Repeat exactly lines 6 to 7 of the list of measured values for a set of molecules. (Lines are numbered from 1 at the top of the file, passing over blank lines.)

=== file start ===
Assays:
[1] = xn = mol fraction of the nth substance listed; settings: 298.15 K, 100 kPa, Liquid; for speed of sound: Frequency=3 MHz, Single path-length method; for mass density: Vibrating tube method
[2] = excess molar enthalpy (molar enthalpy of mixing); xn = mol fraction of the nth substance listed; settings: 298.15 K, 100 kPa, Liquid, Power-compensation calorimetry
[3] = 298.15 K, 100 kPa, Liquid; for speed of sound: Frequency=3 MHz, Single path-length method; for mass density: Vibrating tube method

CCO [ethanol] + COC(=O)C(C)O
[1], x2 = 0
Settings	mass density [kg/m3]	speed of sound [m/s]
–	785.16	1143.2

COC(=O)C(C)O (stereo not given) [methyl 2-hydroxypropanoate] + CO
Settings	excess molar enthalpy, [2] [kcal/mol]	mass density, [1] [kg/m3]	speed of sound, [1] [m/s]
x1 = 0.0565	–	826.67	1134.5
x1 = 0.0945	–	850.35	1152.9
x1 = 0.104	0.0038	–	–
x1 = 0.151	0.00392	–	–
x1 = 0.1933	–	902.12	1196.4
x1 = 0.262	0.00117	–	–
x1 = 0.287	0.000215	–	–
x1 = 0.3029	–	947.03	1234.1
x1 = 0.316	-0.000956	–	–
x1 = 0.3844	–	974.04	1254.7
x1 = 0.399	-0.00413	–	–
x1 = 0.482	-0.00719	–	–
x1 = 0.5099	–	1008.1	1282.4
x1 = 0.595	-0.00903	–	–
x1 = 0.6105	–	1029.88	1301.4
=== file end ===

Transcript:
[1], x2 = 0
Settings	mass density [kg/m3]	speed of sound [m/s]